The smoke given off by the burning end of a cigarette, pipe, or cigar
The smoke breathed out by smokers
When nonsmokers breathe this smoke, it is called passive smoking.
Is secondhand smoke harmful?
Passive smoking is dangerous. Every time someone smokes, poisonous chemicals go into the air. Many of these chemicals can cause cancer. Each year, many nonsmokers die from lung cancer as a result of breathing secondhand smoke. Secondhand smoke can also lead to:
Death from heart disease
Worsened asthma symptoms and more asthma attacks
Irritation of the eyes, nose, and throat
Cancer of the cervix, breast, throat, and sinuses
Passive smoking increases the risk of SIDS (sudden infant death syndrome). Babies whose mothers smoke during or after pregnancy are more likely to die of SIDS than babies whose mothers do not smoke.
Children who are around secondhand smoke are more likely to have asthma and to get more colds and ear infections. Secondhand smoke affects kidney function and can increase blood pressure in children, especially if both parents smoke in the home. And there is a greater chance that children of smokers will become smokers. Secondhand smoke may also increase the risk that children will have attention-deficit disorder (ADHD) or a learning disability.
If you are around someone who smokes every day, your risk of health problems is almost as high as if you smoke. If you live or work in a smoky place:
You increase your chances of having a heart attack by 50%.
You double your chances of getting cancer or asthma.
If you are exposed to cigarette smoke while pregnant:
You have a greater risk of losing your baby during pregnancy.
Your baby may have a low birth weight or be born early.
How close to tobacco smoke do I have to be for it to hurt me?
Even if you drink or eat in nonsmoking areas of bars and restaurants, you may still breathe in dangerous levels of smoke if you are near a smoker. The closer you are to the smoke coming from the end of a cigarette, cigar, or pipe, the worse it is for you. You should stay at least 20 feet away from people smoking outdoors. There is no safe level of tobacco smoke indoors. Being in a car with a smoker is also bad, even if the windows are open.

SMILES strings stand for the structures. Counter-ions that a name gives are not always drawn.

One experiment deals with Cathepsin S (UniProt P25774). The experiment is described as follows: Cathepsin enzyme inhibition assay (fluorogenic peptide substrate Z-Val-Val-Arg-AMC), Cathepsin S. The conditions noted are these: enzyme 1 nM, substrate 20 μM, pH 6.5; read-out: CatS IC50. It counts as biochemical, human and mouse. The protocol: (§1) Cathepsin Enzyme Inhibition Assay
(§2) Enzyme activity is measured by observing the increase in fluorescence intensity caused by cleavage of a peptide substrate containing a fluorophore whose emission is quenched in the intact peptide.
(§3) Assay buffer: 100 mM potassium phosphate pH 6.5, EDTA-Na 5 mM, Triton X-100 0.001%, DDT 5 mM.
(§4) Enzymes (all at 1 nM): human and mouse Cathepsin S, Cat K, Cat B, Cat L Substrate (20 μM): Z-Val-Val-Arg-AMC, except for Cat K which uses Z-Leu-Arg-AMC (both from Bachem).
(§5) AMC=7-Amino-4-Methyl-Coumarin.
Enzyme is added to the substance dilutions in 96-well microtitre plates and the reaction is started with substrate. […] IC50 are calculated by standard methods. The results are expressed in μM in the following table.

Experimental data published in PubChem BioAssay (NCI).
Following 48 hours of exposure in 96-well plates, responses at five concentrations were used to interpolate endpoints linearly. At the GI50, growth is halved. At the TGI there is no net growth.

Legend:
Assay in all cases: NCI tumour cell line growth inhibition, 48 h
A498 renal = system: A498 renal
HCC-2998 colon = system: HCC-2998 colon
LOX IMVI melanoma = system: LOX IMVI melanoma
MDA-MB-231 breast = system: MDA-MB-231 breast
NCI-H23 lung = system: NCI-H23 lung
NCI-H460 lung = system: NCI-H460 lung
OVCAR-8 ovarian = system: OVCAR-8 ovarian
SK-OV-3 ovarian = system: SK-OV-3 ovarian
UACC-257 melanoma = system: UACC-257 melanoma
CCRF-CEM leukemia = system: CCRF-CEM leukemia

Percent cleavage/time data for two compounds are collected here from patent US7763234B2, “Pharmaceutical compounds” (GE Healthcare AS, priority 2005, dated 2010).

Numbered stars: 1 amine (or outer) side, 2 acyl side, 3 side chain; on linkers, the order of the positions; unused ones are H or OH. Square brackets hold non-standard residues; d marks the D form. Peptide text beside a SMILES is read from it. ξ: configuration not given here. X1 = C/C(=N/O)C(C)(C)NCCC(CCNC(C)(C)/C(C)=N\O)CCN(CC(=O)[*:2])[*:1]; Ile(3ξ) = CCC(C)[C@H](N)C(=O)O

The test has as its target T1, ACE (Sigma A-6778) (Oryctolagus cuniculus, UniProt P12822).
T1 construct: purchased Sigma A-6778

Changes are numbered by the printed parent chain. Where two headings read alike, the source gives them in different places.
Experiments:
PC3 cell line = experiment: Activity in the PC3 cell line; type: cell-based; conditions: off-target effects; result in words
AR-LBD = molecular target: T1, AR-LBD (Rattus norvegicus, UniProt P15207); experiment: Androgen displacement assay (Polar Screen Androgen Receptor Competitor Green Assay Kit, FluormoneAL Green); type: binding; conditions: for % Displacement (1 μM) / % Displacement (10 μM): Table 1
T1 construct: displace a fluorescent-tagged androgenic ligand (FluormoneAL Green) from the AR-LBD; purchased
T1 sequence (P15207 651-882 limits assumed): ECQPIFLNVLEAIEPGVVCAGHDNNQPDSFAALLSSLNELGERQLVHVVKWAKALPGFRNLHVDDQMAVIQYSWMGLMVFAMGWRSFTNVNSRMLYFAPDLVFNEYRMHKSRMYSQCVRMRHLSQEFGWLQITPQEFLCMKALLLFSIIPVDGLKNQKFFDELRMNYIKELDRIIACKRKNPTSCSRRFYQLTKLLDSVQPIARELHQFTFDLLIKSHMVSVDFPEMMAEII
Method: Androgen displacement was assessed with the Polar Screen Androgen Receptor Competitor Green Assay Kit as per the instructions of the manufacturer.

You can also be exposed to dangerous levels in any building where people smoke. Smoke and the chemicals from it stay in dust and on carpet, floors, counters, and other surfaces. This is called third hand smoke.
What are some of the ways to avoid secondhand smoke?
Try to avoid places where people smoke.
Donâ€™t smoke in your house or car and donâ€™t let others do so.
Ask your employer to ban smoking indoors. That is the only way to protect nonsmokers from secondhand smoke. Air cleaning systems, air conditioning, or separate smoking rooms do not protect you from secondhand or third hand smoke.
Make sure your child’s day-care, school, and after-school programs are smoke free.
Adult Advisor 2015.1 published by RelayHealth. Last modified: 2015-01-02 Last reviewed: 2015-01-02
This content is reviewed periodically and is subject to change as new health information becomes available. The information is intended to inform and educate and is not a replacement for medical evaluation, advice, diagnosis or treatment by a healthcare professional.
Secondhand Smoke: References
Thacher, JD, Gruzieva, O, Pershagen, G et al. Pre- and Postnatal Exposure to Parental Smoking and Allergic Disease Through Adolescence. Pediatrics 2014 Sep; 134(3):428-434.
Kim, CH, Lee, YC, Hung, RJ et al. Exposure to Secondhand Tobacco Smoke and Lung Cancer by Histological Type: A pooled Analysis of the International Lung Cancer Consortium (ILCCO). Int J Cancer 2014; 135(8):1918-1930.
Garcia-Esquinas, E, Loeffler, LF, Weaver, VM et al. Kidney function and Tobacco Smoke Exposure in US Adolescents. Pediatrics 2013;131(5):e1415-1423.
Simonetti, GD, Schwertz, R, Klett, M et al. Determinants of Blood Pressure in Preschool Children: the Role of Parental Smoking. Circulation 2011;123(3):292-298.
Jones, LL, Hassanien, A, Cook, DG, Britton, J, Leonardi-Bee, J. Parental Smoking and the Risk of Middle Ear Disease in Children: A Systematic Review and Meta-Analysis. Arch Pediatr Adolesc Med 2012; 166(1): 18-27.